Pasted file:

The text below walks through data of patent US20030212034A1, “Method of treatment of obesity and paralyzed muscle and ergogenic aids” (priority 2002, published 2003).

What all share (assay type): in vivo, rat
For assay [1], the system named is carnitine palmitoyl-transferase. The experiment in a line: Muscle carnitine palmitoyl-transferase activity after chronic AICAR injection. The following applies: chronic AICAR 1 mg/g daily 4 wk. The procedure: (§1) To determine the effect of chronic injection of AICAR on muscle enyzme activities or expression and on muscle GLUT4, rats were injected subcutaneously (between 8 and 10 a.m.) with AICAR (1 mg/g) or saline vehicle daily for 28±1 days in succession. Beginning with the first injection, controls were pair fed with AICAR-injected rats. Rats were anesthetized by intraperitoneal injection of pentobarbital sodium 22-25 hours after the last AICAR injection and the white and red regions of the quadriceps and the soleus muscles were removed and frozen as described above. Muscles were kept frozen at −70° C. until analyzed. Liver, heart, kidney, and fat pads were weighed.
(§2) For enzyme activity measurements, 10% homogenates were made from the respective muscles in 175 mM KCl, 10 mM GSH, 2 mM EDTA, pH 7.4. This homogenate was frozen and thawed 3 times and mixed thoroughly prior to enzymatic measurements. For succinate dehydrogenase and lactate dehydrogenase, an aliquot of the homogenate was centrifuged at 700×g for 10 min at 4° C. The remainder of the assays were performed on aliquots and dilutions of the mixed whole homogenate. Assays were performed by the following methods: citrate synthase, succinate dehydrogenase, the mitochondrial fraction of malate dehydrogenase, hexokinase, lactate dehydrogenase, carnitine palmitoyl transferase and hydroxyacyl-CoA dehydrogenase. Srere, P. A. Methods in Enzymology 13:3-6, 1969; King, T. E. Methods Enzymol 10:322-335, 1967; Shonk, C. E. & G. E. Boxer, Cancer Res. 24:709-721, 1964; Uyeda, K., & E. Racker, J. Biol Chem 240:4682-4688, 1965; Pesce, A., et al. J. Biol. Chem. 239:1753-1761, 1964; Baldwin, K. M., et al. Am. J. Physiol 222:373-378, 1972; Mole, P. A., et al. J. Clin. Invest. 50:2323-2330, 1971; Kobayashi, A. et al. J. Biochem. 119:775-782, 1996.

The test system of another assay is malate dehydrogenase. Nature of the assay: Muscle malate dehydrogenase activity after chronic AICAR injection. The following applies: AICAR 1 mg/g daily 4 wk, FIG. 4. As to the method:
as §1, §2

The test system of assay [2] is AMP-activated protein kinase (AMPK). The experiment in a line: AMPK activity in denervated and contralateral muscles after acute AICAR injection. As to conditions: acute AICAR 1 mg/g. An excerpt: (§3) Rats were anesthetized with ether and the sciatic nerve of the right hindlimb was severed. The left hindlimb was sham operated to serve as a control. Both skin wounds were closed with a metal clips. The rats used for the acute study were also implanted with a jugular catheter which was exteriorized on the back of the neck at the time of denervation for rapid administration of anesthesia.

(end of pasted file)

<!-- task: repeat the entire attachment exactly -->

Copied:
The text below walks through data of patent US20030212034A1, “Method of treatment of obesity and paralyzed muscle and ergogenic aids” (priority 2002, published 2003).

What all share (assay type): in vivo, rat
For assay [1], the system named is carnitine palmitoyl-transferase. The experiment in a line: Muscle carnitine palmitoyl-transferase activity after chronic AICAR injection. The following applies: chronic AICAR 1 mg/g daily 4 wk. The procedure: (§1) To determine the effect of chronic injection of AICAR on muscle enyzme activities or expression and on muscle GLUT4, rats were injected subcutaneously (between 8 and 10 a.m.) with AICAR (1 mg/g) or saline vehicle daily for 28±1 days in succession. Beginning with the first injection, controls were pair fed with AICAR-injected rats. Rats were anesthetized by intraperitoneal injection of pentobarbital sodium 22-25 hours after the last AICAR injection and the white and red regions of the quadriceps and the soleus muscles were removed and frozen as described above. Muscles were kept frozen at −70° C. until analyzed. Liver, heart, kidney, and fat pads were weighed.
(§2) For enzyme activity measurements, 10% homogenates were made from the respective muscles in 175 mM KCl, 10 mM GSH, 2 mM EDTA, pH 7.4. This homogenate was frozen and thawed 3 times and mixed thoroughly prior to enzymatic measurements. For succinate dehydrogenase and lactate dehydrogenase, an aliquot of the homogenate was centrifuged at 700×g for 10 min at 4° C. The remainder of the assays were performed on aliquots and dilutions of the mixed whole homogenate. Assays were performed by the following methods: citrate synthase, succinate dehydrogenase, the mitochondrial fraction of malate dehydrogenase, hexokinase, lactate dehydrogenase, carnitine palmitoyl transferase and hydroxyacyl-CoA dehydrogenase. Srere, P. A. Methods in Enzymology 13:3-6, 1969; King, T. E. Methods Enzymol 10:322-335, 1967; Shonk, C. E. & G. E. Boxer, Cancer Res. 24:709-721, 1964; Uyeda, K., & E. Racker, J. Biol Chem 240:4682-4688, 1965; Pesce, A., et al. J. Biol. Chem. 239:1753-1761, 1964; Baldwin, K. M., et al. Am. J. Physiol 222:373-378, 1972; Mole, P. A., et al. J. Clin. Invest. 50:2323-2330, 1971; Kobayashi, A. et al. J. Biochem. 119:775-782, 1996.

The test system of another assay is malate dehydrogenase. Nature of the assay: Muscle malate dehydrogenase activity after chronic AICAR injection. The following applies: AICAR 1 mg/g daily 4 wk, FIG. 4. As to the method:
as §1, §2

The test system of assay [2] is AMP-activated protein kinase (AMPK). The experiment in a line: AMPK activity in denervated and contralateral muscles after acute AICAR injection. As to conditions: acute AICAR 1 mg/g. An excerpt: (§3) Rats were anesthetized with ether and the sciatic nerve of the right hindlimb was severed. The left hindlimb was sham operated to serve as a control. Both skin wounds were closed with a metal clips. The rats used for the acute study were also implanted with a jugular catheter which was exteriorized on the back of the neck at the time of denervation for rapid administration of anesthesia.